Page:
Storytelling Engines: Ant-Man
(or "The Sacrificial Character")
The somewhat contradictorily-named "Essential Ant-Man", our topic for this week, is almost as interesting for what you won't find as well as what you will find. What you will find is an interesting little early Silver Age collection, with a storytelling engine that's still trying to find its way from the horror anthology it once was--in the initial story, Henry Pym is a typical horror-story scientist, creating his shrinking serum, freaking out at its effects, and destroying it "once and for all". Later, as the series becomes more super-hero oriented, they still include the occasional one-off tale, pitching it as a story the Wasp tells to sick kids at a local hospital.
What you won't find is the element that's come to dominate Henry Pym's character over the last several decades, whether it be in the form of Ant-Man, Giant-Man, Goliath, or Yellowjacket; namely, his mental instability which has manifested itself in domestic violence. (In the "classic" Marvel Universe, this has been confined to a single incident, but Ultimate Hank Pym is a more habitual abuser.) There's not a hint of this in the low-key, slightly goofy romance between the bookish Pym and the flirty Janet van Dyne shown in 'Tales to Astonish' (and, via the magic of reprinting, in the Essential Ant-Man.) So where did this element of the character come from, and why wasn't it there from the beginning?
One obvious answer is simply that the "maturation" of comics--the desire to tell stories skewed to an older reader, with more ambiguity in its moral development--produced an atmosphere in which it was possible to talk about spousal abuse. Pym was allowed to become a less sympathetic character, according to this theory, because writers were willing to be more honest about their protagonists.
But this doesn't explain everything. After all, Ant-Man isn't the only character who "grew up", but we don't see an honest exploration of Batman as a child endangerer. When Spider-Man hit Mary Jane (during the "Clone Saga"), it wasn't the taking-off point for decades of discussion of Spider-Man as wife-beater. What separates Hank Pym from other super-heroes is very simple: He didn't have his own series by then.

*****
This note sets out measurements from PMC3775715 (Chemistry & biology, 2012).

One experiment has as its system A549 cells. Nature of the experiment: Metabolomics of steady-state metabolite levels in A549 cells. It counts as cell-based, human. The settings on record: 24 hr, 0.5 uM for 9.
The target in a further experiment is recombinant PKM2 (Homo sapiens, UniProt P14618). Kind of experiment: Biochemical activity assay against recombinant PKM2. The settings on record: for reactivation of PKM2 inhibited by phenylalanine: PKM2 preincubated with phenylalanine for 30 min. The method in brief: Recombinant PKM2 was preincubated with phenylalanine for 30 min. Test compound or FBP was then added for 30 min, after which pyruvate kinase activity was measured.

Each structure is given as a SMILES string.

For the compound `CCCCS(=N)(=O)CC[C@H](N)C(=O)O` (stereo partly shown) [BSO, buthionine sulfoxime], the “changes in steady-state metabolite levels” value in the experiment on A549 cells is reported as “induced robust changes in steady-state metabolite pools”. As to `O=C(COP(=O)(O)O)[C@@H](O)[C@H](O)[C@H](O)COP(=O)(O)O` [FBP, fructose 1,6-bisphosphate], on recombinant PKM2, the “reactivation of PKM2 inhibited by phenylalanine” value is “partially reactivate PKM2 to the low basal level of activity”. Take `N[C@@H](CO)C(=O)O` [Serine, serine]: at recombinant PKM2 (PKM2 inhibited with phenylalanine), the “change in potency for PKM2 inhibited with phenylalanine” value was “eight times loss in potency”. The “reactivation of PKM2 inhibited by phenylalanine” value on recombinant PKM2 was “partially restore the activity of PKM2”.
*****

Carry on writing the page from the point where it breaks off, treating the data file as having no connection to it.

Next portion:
It genuinely is that simple. The demands for a protagonist in a solo series are very different from those of one of many protagonists in a team series. The dynamics of an ensemble cast makes any given character more...well, more disposable, to put it bluntly, and while the team of Ant-Man and the Wasp requires you to want to keep reading about Ant-Man and caring about him, the Avengers can and did continue without Henry Pym. In fact, Henry Pym as unstable personality becomes a much more important element of the storytelling engine of the Avengers than he ever was as a boringly sane super-hero. The question of "Can he be trusted?" provides a lot of storytelling options, while his previous role (as just another of the many science experts on the team) could be filled by any one of a dozen other super-heroes.
Ultimately, in order to serve the larger interests of Avengers fans, Henry Pym was forced into an antagonistic role. Ant-Man fans might have been upset, but importantly for our purposes, there simply weren't enough of them to count.